Dealing with record company politics was frustrating, but the band tried to look on the bright side. Cut loose from a contract in New Zealand, the band could rediscover its own sound again. “Because we were going through the whole record company thing, we actually didn’t have any money for quite a long time,” Kippenberger explained in an interview on the Warner Music Australia website, “so we didn’t buy any music! In some ways that was quite good, even though we are quite interested in what’s happening in the now.” Fortunately, the band did not have to wait long before being offered a new contract with another record company. Released on Warner Music Australia in September of 1999 in New Zealand, where it immediately hit number one on the album chart, The General Electric was an all-embracing, post-punk album with some pop influences. “We’re unashamedly rock,” Too-good said in a press release on the Warner Music Australia website. “There’s been a long period, post-Nirvana, where bands have gone, ‘We’re onstage, but hey we know it’s a big joke and we know that rock is stupid.’ But I love being onstage and I love having my guitar cranking at a million decibels. It actually fires my spirit up. Why be ashamed of that?”
Once again, however, there was great disparity between Shihad’s domestic and international levels of success. As Q magazine commented in a back-handed compliment for The General Electric, “If they were American, Shihad would be massive.” Back at home, the band picked up another New Zealand Music and Entertainment Award in March of 2001, this time for International Achievement during the previous year. The presenter was none other than the country’s Prime Minister, Helen Clark, who had championed support for artists and musicians in New Zealand as part of her campaign platform. In fact, the federal government had already invested in Shihad as part of its New Zealand On Air program, which subsidized the country’s musicians in international touring, video production, and international marketing efforts.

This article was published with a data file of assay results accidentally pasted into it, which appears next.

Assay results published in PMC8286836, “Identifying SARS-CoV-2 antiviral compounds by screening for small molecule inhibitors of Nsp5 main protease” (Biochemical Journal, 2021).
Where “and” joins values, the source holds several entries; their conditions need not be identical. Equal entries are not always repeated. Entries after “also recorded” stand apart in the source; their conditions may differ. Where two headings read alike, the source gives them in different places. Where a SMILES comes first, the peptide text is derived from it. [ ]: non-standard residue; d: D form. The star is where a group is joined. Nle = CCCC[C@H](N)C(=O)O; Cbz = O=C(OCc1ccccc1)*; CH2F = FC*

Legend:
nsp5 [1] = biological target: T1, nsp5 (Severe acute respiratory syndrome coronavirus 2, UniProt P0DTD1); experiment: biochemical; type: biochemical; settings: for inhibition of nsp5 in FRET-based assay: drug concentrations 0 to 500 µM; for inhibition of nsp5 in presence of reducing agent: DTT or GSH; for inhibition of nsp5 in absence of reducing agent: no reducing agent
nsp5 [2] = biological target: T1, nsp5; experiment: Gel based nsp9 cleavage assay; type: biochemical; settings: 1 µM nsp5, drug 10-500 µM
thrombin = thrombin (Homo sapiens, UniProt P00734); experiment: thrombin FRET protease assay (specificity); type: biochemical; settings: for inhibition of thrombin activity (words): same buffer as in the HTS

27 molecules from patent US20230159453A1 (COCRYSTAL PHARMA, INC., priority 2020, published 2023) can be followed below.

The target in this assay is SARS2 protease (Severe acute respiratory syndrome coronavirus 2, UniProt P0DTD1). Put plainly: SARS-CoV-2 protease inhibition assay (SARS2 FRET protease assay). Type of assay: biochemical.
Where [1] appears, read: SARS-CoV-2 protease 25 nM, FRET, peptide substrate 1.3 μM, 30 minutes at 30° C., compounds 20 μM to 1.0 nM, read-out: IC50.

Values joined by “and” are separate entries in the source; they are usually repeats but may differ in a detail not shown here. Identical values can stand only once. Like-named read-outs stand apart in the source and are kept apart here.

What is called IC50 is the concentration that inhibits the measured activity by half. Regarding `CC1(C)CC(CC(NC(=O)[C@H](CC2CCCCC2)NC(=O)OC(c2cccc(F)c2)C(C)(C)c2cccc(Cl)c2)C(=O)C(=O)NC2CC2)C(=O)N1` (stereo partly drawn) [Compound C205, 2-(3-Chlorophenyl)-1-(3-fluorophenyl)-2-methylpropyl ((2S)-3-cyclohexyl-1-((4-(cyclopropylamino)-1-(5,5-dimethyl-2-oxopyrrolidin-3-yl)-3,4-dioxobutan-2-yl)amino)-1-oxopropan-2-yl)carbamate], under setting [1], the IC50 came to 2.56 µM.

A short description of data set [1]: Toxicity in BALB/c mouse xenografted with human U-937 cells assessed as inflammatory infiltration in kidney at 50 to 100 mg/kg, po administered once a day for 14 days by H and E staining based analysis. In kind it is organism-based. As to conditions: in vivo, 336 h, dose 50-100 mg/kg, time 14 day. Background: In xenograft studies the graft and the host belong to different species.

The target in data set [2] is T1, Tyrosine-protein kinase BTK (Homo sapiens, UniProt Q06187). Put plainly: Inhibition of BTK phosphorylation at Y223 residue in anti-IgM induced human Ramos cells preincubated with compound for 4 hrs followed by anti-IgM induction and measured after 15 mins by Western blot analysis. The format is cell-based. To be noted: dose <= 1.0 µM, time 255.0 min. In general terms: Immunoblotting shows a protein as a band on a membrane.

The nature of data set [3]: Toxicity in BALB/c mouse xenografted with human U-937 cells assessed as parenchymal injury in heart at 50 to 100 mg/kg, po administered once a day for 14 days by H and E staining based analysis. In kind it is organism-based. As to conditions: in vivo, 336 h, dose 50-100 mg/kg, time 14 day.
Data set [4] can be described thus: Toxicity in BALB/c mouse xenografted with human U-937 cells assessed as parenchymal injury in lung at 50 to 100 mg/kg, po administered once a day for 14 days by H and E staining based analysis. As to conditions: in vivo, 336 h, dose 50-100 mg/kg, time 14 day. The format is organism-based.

While Shihad’s status as a government-assisted, alternative metal band might seem ironic, one record company executive explained the move as a pragmatic one: “It shows a belief that music export is a viable industry,” explained Sony Music’s managing director in a Billboard review of the New Zealand music industry in October of 2000. For its part, Shihad remained more concerned with giving explosive concerts and producing another great album than with the politics of export strategies. “It’s just walking onstage and sounding like God and just doing it!” Toogood exclaimed in an interview for Warner Music Australia for The General Electric.” Rock!”
Churn, Wildside, 1993.
Killjoy, Noise International/Modern, 1995.
Shihad, Universal, 1996.
The General Electric, Warner Music Australia, 1999.
Billboard, May 6, 1995, p. 47; May 9, 1998, p. 59; November 6, 1999, p. 57; April 8, 2000, p. 50; September 30, 2000, p. 53; March 31, 2001, p. 43.
Music Business International, October 2000, p. 49.
Q, September 2000.
New Zealand Music, http://www.nzmusic.com (June 30, 2001).
Shihad Official Website, http://www.shihad.com (June 30, 2001).
Warner Music Australia, http://www.warnermusic.com.au (June 30, 2001).